I don't really have a rooting interest in this game. I picked the Niners to cover and have some good friends who root for them, but I also owned Russell Wilson in my fantasy league and love to watch him play. If you can't appreciate Lynch, you don't like football. The same goes for Kaepernick and Frank Gore, honestly. I find Jim Harbaugh to be distasteful, but it's not like Pete Carroll is a bowl of cherries. I'm going to root for, and pick, whichever NFC team made it, because I believed that these were the two best teams in football, by a pretty wide margin.

So what Sherman said made me snort a little, and giggle, but it didn't really register as something that should change the world. Maybe you made a Bart Scott joke, or thought about how Andrews cut things short for cause, but it's just one guy, having a moment. And then you see the social media, and good grief.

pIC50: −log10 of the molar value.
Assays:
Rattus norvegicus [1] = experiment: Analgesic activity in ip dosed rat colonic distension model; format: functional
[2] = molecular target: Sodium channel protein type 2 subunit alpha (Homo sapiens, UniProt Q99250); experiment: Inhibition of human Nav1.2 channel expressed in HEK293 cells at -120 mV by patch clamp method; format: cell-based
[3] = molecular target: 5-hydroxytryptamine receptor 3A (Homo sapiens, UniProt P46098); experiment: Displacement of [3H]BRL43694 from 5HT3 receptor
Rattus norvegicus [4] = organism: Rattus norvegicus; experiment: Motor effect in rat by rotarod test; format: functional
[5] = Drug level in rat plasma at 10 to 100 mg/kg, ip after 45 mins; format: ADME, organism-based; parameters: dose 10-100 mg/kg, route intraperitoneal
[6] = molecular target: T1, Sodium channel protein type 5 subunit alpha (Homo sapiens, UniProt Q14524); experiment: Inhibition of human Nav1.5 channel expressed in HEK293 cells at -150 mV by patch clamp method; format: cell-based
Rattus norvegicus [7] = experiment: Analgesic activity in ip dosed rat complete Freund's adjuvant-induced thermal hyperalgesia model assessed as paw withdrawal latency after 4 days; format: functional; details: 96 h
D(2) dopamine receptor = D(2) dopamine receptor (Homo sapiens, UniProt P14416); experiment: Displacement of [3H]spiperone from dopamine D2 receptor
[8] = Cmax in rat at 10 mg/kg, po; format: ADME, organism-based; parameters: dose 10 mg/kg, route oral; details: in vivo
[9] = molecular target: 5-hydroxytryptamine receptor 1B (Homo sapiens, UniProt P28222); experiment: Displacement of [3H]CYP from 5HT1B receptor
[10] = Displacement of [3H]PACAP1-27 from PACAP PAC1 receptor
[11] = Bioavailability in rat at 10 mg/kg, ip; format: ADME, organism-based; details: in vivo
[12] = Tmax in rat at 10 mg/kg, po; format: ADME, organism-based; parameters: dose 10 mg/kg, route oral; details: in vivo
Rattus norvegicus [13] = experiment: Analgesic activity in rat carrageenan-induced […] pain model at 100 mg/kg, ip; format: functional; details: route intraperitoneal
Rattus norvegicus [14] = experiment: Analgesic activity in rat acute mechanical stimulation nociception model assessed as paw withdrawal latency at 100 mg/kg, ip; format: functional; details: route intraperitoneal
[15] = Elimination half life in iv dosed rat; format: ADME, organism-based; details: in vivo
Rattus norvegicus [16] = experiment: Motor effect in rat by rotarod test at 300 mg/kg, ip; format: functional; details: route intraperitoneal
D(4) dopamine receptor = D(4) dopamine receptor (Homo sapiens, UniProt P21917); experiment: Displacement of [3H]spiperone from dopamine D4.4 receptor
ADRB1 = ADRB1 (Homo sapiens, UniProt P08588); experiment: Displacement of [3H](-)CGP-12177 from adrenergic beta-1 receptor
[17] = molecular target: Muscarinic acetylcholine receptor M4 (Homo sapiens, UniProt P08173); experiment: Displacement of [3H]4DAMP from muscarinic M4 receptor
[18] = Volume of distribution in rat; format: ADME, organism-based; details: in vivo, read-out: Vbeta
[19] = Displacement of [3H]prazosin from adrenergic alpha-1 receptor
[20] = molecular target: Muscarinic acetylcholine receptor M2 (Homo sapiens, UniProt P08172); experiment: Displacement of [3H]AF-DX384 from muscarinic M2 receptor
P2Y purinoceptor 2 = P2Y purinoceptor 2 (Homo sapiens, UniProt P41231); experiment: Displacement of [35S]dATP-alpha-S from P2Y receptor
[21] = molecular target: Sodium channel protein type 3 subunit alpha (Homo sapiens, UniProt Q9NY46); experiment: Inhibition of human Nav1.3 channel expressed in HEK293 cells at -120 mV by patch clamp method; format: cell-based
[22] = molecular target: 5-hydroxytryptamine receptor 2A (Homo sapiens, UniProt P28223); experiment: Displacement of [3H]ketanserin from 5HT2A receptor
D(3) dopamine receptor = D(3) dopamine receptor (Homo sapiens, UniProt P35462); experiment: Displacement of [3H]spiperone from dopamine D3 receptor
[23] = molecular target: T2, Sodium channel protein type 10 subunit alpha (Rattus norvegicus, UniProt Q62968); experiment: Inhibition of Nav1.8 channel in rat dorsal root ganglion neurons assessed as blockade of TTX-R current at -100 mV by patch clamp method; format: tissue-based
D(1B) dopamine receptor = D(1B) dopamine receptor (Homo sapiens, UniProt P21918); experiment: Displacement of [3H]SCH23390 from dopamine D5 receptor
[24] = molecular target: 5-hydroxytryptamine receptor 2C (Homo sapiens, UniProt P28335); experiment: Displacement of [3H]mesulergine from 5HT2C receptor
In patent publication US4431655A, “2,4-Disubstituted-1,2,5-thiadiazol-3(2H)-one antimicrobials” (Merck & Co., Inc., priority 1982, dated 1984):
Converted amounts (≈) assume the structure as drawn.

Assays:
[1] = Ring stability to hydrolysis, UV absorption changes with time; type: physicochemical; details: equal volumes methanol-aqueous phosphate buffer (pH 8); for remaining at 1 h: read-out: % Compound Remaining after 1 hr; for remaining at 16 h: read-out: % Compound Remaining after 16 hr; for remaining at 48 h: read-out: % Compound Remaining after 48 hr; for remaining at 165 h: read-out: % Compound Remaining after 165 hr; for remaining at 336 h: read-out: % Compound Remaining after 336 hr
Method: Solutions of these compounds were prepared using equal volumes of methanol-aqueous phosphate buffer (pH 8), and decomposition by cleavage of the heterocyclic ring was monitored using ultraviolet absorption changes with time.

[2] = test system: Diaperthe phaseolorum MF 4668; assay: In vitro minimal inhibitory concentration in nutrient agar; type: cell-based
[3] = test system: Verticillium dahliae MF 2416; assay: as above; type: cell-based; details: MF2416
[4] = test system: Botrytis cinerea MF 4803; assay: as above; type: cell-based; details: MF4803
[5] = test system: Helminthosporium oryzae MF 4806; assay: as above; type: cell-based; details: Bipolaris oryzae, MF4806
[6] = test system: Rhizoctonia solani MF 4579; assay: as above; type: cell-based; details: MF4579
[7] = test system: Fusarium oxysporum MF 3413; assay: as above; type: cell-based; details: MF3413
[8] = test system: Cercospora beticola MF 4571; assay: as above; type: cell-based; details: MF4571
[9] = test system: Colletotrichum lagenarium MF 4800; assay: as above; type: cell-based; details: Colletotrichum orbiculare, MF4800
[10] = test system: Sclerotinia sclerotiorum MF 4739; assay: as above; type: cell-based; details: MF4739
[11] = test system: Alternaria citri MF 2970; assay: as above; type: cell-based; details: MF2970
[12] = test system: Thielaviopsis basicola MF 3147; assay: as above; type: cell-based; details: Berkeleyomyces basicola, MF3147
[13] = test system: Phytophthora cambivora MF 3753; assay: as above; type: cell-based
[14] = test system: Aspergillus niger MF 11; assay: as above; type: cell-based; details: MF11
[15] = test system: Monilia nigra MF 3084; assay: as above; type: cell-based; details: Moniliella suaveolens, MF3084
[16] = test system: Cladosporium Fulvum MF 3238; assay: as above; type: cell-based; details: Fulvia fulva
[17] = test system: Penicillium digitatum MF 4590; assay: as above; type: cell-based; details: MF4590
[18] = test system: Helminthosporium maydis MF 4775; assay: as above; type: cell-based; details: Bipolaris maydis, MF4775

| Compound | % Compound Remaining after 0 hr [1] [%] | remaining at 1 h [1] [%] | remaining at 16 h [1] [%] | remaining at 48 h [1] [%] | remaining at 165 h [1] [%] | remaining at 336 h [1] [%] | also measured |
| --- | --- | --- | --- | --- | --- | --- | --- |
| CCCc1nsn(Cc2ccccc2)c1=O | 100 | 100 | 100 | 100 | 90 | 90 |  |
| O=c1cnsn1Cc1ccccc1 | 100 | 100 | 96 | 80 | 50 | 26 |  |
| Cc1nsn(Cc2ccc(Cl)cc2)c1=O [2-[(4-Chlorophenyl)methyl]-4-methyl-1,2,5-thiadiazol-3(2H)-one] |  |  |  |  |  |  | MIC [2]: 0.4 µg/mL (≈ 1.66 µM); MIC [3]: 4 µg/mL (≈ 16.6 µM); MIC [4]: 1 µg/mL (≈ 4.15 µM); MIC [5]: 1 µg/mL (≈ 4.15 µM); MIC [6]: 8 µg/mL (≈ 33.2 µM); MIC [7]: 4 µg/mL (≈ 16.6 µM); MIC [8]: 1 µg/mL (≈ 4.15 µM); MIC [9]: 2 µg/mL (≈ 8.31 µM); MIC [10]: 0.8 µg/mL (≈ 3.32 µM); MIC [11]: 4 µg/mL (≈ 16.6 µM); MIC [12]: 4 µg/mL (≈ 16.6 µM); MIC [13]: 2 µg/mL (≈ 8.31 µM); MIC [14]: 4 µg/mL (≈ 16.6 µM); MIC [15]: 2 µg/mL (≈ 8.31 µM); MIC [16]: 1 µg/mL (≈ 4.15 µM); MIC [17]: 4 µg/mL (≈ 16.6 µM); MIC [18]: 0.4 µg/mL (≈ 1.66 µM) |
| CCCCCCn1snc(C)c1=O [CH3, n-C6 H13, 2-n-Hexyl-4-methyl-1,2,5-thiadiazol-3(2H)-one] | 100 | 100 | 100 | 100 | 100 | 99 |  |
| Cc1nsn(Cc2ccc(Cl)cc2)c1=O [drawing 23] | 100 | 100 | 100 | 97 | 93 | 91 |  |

Sherman, you see, isn't just a cornerback. He's a black guy disgracing his race in front of Martin Luther King Day. He's a Stanford guy who forever calls into question the idea that the college is basically a West Coast Ivy League school. He's proof that NFL players are on PEDs, or that Carroll has no control over his team, or that Seattle are class-free bad winners. Or that Beats by Dre is ruining the world, or guys from Compton are thugs with a capital T, or any other remarkably awful thing you might want to say about guys with his kind of hair or skin.

And it's all such a great load of fecal matter, and the fact that so many people seem to think it's not... well, I get that you'd hate the guy if you were rooting for the Niners. But was everyone rooting for the Niners?